el bruno’s restaurante y cantina (albuquerque nm)

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My first plate at El Bruno’s, at their original location in Cuba, New Mexico, some 20 years ago, is on my list of top-ten memorable meals. My wife, her family, and me—all red chile veterans—randomly stopped in on the way to the Four Corners to fly fish the San Juan. The red was a stunning surprise: the color of bleeding iron-rich sandstone and rich with deep chile flavor. The chile told a story about the history of the Anazasi and the geology geology of thick soils. Wearing waders, we raptured about that chile all week on the cool San Juan and then stopped in again on the way home to verify we hadn’t romanticized it. We hadn’t.

Started by Bruno and Hazel Herrera, native Cubans, in 1975, Hazel still conjures her fiery, deep red in her Cuba kitchen. Unfortunately, Cuba—a dusty town with 740 souls—rests in the middle of nowhere, so eating there is an act of love. Scarily, it burned down in 2006, but like a phoenix, it rose from the ashes and, even better, in 2011, spawned an outpost in northwest Albuquerque. This outpost is our first stop after landing at the airport.

I almost always order the Enchiladas de Herrera (stacked corn tortillas with red chile pork and cheese smothered with Herrera chile; $12.99) topped with a fried egg (a traditional NewMex thing). Portions are sizable, and the chile makes you go “Mmmmm.” The redboxed items on the menu are what Bruno is known for, including the aforementioned enchiladas, the Carnitas ala Mex (grilled beef and two rolled enchiladas with beans), Hazels Special (sliced chicken breast with green chile, salsa, and tomatoes), Hazels’ Fresh Homemade Green Chile Stew, and carne adovada, among others. Perhaps I need to expand my menu exploration.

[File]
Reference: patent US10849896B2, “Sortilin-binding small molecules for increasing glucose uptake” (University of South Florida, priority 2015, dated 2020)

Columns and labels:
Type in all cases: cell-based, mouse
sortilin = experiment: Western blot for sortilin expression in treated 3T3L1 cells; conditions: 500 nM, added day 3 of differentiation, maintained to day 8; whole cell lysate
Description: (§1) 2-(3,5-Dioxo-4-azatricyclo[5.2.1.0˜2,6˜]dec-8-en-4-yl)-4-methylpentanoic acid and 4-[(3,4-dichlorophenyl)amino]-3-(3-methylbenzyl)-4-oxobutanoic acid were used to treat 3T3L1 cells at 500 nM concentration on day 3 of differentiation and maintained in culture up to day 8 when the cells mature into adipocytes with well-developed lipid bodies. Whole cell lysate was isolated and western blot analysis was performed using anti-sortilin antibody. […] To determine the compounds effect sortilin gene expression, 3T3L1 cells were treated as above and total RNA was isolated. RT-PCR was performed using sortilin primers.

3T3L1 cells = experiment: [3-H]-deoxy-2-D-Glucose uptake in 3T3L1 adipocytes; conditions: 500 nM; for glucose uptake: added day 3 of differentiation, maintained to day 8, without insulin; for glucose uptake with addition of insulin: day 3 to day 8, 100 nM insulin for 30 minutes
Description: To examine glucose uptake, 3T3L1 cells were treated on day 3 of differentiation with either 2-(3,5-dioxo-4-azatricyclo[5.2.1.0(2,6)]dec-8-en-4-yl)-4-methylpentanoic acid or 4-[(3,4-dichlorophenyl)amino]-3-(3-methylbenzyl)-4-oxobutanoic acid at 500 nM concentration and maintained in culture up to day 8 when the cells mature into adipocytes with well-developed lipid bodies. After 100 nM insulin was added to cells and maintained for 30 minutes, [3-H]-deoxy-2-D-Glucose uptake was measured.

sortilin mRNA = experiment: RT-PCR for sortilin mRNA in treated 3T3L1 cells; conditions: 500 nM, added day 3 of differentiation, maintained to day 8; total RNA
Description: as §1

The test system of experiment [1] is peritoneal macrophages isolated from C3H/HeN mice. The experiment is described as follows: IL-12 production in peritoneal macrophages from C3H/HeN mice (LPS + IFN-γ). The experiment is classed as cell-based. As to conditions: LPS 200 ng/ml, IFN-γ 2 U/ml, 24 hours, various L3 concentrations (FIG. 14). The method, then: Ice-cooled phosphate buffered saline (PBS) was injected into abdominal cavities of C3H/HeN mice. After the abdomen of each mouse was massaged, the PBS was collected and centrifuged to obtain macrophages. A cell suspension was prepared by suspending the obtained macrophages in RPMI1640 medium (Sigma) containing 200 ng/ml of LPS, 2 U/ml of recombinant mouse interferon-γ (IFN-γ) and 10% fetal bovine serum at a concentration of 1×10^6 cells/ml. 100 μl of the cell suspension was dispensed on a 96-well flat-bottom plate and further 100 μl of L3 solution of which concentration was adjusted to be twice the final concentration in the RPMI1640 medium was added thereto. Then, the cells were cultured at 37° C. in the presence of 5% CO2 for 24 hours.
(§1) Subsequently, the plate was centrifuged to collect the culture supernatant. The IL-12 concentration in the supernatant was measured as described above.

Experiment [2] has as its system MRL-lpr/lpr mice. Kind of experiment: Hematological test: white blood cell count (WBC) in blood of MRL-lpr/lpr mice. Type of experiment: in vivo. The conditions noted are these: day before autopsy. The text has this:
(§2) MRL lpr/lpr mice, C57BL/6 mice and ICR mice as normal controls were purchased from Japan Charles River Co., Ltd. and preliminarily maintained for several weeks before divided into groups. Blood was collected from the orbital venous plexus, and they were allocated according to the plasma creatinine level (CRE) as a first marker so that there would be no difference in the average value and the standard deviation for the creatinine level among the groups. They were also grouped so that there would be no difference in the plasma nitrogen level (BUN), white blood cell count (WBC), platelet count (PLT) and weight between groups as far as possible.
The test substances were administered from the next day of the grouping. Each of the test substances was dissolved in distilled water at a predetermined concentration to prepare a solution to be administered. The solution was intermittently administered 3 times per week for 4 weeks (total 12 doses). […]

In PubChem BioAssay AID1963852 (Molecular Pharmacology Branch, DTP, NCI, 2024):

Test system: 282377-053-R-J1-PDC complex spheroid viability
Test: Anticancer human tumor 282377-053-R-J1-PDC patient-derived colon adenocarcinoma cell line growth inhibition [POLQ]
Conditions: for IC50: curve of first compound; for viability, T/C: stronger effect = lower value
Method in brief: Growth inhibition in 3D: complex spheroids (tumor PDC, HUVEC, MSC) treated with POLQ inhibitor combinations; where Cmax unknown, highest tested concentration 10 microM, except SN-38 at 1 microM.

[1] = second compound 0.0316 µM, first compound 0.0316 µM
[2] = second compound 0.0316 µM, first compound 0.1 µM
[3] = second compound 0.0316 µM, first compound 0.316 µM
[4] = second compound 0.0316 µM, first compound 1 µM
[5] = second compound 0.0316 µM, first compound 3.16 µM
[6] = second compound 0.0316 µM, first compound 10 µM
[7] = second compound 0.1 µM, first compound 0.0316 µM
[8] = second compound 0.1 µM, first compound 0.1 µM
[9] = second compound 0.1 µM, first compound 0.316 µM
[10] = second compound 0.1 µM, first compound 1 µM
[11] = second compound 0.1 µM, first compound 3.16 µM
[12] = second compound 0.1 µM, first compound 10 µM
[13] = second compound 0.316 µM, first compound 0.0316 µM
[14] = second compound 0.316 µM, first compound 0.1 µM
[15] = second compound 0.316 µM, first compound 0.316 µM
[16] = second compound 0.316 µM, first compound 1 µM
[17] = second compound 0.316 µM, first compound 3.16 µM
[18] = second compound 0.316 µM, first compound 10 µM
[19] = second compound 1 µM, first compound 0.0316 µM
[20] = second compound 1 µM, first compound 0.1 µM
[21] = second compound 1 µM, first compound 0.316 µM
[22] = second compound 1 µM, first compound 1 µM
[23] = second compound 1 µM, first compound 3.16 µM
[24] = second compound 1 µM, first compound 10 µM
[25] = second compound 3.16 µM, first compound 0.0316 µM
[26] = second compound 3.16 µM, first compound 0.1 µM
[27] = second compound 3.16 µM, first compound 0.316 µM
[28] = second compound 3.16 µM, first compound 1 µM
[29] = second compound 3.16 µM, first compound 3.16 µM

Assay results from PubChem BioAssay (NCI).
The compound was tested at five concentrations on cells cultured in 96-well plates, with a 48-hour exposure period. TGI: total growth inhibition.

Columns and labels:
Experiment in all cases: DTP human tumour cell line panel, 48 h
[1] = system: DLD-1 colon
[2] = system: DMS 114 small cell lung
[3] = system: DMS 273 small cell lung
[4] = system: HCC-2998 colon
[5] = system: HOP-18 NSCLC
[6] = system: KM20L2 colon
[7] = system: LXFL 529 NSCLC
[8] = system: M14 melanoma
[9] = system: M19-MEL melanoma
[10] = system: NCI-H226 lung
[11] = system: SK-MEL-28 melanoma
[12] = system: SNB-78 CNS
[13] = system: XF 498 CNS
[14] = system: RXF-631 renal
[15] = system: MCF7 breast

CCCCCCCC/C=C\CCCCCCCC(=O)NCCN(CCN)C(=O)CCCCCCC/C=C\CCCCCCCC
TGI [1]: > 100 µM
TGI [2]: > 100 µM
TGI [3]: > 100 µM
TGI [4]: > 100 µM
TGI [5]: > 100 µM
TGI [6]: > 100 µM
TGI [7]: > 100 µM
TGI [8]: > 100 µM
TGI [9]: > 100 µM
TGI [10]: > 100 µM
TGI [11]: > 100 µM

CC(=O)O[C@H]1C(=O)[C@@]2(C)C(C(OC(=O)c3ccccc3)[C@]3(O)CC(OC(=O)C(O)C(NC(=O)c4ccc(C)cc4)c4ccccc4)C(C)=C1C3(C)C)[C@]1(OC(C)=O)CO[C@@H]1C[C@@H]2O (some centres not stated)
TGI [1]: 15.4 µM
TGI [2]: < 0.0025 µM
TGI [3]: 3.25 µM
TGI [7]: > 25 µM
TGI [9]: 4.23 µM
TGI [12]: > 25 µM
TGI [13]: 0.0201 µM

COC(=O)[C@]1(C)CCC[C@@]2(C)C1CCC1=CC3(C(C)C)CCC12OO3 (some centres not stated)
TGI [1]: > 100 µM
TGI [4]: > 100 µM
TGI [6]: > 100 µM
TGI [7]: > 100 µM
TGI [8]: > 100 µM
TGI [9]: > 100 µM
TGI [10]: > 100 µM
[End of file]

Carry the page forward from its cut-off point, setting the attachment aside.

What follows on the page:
We had a debate as to whether the chile at the original is better than at the outpost: I believe this to be true. The chile in Albuquerque is typically not fiery, suggesting that it has been gringoized. On a future trip, we’ll have to compare: share a plate in Q-town and then drive to Cuba and share another. I hypothesize that Mom Hazel’s touch is a magical ingredient not on the menu at the Albuquerque location.

web&where: interwebs; 8806 4th street nw, albuquerque, nm
what’s the deal? red chile as deep as your soul; table service
overall: **** (food****; drink**; atmosphere**; service***; instagrammability****)
cost: $$

our scale:
–          meh [think twice]
*         OK [it’ll get the job done]
**       good [solid neighborhood joint]
***     damn good [we’ll definitely be back]
****   yippity-yikes that was amazeballs [fantastic; one of the best]
***** holy sh!t [transcendental; best of the best]

each $ = $10; cost is based on a typical dinner entrée and appetizer (no drinks)
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